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Top 5: The five greatest Kid Cudi albums

Beginning his career around 19 years ago in 2003, Kid Cudi is one of the most revered alternative hip hop artists in music today. From early in his career, Kid Cudi set himself apart from other rappers by the way he presented himself and his music. Creating and curating every project as an exciting work of art as opposed to just murder music meant he didn’t fit the traditional hip hop mould, which is why he was so quickly noticed.

Born and raised in the quiet mid-western state of Ohio, in 2005, Cudi (real name Scott Mescudi) moved to New York to pursue music and lived with his uncle there. Having already recorded a demo tape, Cudi survived day to day by working in Manhattan’s retail sector. He moved out of his uncle’s to live with a producer he met in New York named Dot da Genius.

After a year of living in New York, in 2006, Cudi met his saving grace Kanye West who had been one of his longtime musical idols. Talking to SPIN magazine, Mescudi detailed how in 2006, while perusing a Virgin record shop, he saw Kanye West, stating, “I was looking at CDs, saw the gleam of a Jesus piece in the right side of my eye, looked up, and it was Kanye West.”

He ended up giving Kanye some of his creations, but nothing came of it that year. He ended up seeing Kanye again in 2009 while working at a BAPE store in Manhattan. Talking to SPIN, Cudi recalled, “I remember Kanye coming in one time, and I was helping him get a couple things. I forgot to take a sensor off of one of the jackets he bought, and I had to run out the store to catch him before he left. Pretty funny me chasing after him in SoHo.”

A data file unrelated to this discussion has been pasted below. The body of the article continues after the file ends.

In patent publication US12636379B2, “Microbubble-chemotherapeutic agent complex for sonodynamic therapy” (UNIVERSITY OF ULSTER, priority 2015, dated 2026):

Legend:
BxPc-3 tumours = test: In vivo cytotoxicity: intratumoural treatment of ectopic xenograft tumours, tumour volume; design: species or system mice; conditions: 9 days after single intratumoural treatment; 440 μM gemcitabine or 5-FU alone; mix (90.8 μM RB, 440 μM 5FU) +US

After uploading his single ‘Day ‘N’ Nite’ to MySpace in 2008, Cudi was featured as an exciting up-and-coming artist on several music blogs. Word about Cudi quickly got to Kanye, and shortly after, West decided to sign Cudi to his Def Jam imprint G.O.O.D Music. Since his signing with Kanye West in 2008, Kid Cudi has released eight studio albums, one compilation album, three EPs, one mixtape, and two collaborative albums. Below we are going to rank Kid Cudi’s albums from worst to best.

The five greatest Kid Cudi albums:

5. Entergalactic, (2022)

This 2022 project from Cudi was released as his eighth studio album by Republic Records and Cudi’s own label Wicked Awesome. entergalactic is an audio-visual album, so as well as being a soundtrack, it has visuals to accompany the music. As well as being on music streaming services, its adult animation visual series was available on Netflix.

Taking to Twitter to describe the album, Cudi wrote, “Entergalactic is a fantasy. It’s what I wish I had. I live a very lonely life, but I have hope I’ll find someone someday.” The album peaked at 13 on the Billboard 200 and just managed to get into the top 100 on the UK albums chart where it peaked at 95.

4. Satellite Flight: The Journey to Mother Moon, (2014)

The 2014 segment of his spacey album series, Satellite Flight, was a surprise release for Kid Cudi fans who were quite literally notified of the project’s release hours before it happened. The album was received well by critics who praised its production as well as Cudi’s vocal performance.